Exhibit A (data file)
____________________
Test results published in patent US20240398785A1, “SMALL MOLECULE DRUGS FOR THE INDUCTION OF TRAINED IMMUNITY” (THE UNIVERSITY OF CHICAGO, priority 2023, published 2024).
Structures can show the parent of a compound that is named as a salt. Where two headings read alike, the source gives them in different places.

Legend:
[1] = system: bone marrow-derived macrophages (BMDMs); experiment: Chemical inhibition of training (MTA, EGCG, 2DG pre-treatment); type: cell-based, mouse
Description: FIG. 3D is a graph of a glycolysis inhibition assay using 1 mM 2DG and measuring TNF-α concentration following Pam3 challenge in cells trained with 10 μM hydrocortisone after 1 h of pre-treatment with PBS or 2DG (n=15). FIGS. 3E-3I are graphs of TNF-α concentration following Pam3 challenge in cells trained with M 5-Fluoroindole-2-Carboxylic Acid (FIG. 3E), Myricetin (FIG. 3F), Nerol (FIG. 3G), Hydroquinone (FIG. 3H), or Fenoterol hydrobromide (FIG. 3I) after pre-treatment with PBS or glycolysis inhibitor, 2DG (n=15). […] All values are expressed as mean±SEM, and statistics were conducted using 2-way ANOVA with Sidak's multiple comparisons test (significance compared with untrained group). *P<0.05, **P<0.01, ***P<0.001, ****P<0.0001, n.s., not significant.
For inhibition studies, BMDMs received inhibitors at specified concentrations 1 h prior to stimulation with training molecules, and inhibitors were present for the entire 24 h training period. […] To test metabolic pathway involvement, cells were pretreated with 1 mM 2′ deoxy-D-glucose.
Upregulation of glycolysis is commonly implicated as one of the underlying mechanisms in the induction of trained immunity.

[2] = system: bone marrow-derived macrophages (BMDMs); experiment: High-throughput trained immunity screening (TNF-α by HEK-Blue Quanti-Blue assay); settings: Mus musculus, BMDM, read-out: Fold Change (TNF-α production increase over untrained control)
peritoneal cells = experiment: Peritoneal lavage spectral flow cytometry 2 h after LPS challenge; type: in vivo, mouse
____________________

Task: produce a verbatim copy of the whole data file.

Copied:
Test results published in patent US20240398785A1, “SMALL MOLECULE DRUGS FOR THE INDUCTION OF TRAINED IMMUNITY” (THE UNIVERSITY OF CHICAGO, priority 2023, published 2024).
Structures can show the parent of a compound that is named as a salt. Where two headings read alike, the source gives them in different places.

Legend:
[1] = system: bone marrow-derived macrophages (BMDMs); experiment: Chemical inhibition of training (MTA, EGCG, 2DG pre-treatment); type: cell-based, mouse
Description: FIG. 3D is a graph of a glycolysis inhibition assay using 1 mM 2DG and measuring TNF-α concentration following Pam3 challenge in cells trained with 10 μM hydrocortisone after 1 h of pre-treatment with PBS or 2DG (n=15). FIGS. 3E-3I are graphs of TNF-α concentration following Pam3 challenge in cells trained with M 5-Fluoroindole-2-Carboxylic Acid (FIG. 3E), Myricetin (FIG. 3F), Nerol (FIG. 3G), Hydroquinone (FIG. 3H), or Fenoterol hydrobromide (FIG. 3I) after pre-treatment with PBS or glycolysis inhibitor, 2DG (n=15). […] All values are expressed as mean±SEM, and statistics were conducted using 2-way ANOVA with Sidak's multiple comparisons test (significance compared with untrained group). *P<0.05, **P<0.01, ***P<0.001, ****P<0.0001, n.s., not significant.
For inhibition studies, BMDMs received inhibitors at specified concentrations 1 h prior to stimulation with training molecules, and inhibitors were present for the entire 24 h training period. […] To test metabolic pathway involvement, cells were pretreated with 1 mM 2′ deoxy-D-glucose.
Upregulation of glycolysis is commonly implicated as one of the underlying mechanisms in the induction of trained immunity.

[2] = system: bone marrow-derived macrophages (BMDMs); experiment: High-throughput trained immunity screening (TNF-α by HEK-Blue Quanti-Blue assay); settings: Mus musculus, BMDM, read-out: Fold Change (TNF-α production increase over untrained control)
peritoneal cells = experiment: Peritoneal lavage spectral flow cytometry 2 h after LPS challenge; type: in vivo, mouse